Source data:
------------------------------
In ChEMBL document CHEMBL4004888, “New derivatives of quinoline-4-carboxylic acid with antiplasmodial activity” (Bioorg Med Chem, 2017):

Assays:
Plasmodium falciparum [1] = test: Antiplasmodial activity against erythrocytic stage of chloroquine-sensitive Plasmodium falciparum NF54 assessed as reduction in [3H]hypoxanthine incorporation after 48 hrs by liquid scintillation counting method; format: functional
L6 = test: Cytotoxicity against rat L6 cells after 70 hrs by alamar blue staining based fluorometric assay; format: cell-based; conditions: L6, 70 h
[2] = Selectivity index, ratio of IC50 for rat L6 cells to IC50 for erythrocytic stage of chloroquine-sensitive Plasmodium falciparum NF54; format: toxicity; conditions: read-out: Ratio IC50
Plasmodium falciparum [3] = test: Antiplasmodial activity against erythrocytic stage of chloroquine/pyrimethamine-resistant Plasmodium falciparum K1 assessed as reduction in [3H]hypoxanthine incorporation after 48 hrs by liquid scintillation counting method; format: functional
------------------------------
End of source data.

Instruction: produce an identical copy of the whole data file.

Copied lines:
In ChEMBL document CHEMBL4004888, “New derivatives of quinoline-4-carboxylic acid with antiplasmodial activity” (Bioorg Med Chem, 2017):

Assays:
Plasmodium falciparum [1] = test: Antiplasmodial activity against erythrocytic stage of chloroquine-sensitive Plasmodium falciparum NF54 assessed as reduction in [3H]hypoxanthine incorporation after 48 hrs by liquid scintillation counting method; format: functional
L6 = test: Cytotoxicity against rat L6 cells after 70 hrs by alamar blue staining based fluorometric assay; format: cell-based; conditions: L6, 70 h
[2] = Selectivity index, ratio of IC50 for rat L6 cells to IC50 for erythrocytic stage of chloroquine-sensitive Plasmodium falciparum NF54; format: toxicity; conditions: read-out: Ratio IC50
Plasmodium falciparum [3] = test: Antiplasmodial activity against erythrocytic stage of chloroquine/pyrimethamine-resistant Plasmodium falciparum K1 assessed as reduction in [3H]hypoxanthine incorporation after 48 hrs by liquid scintillation counting method; format: functional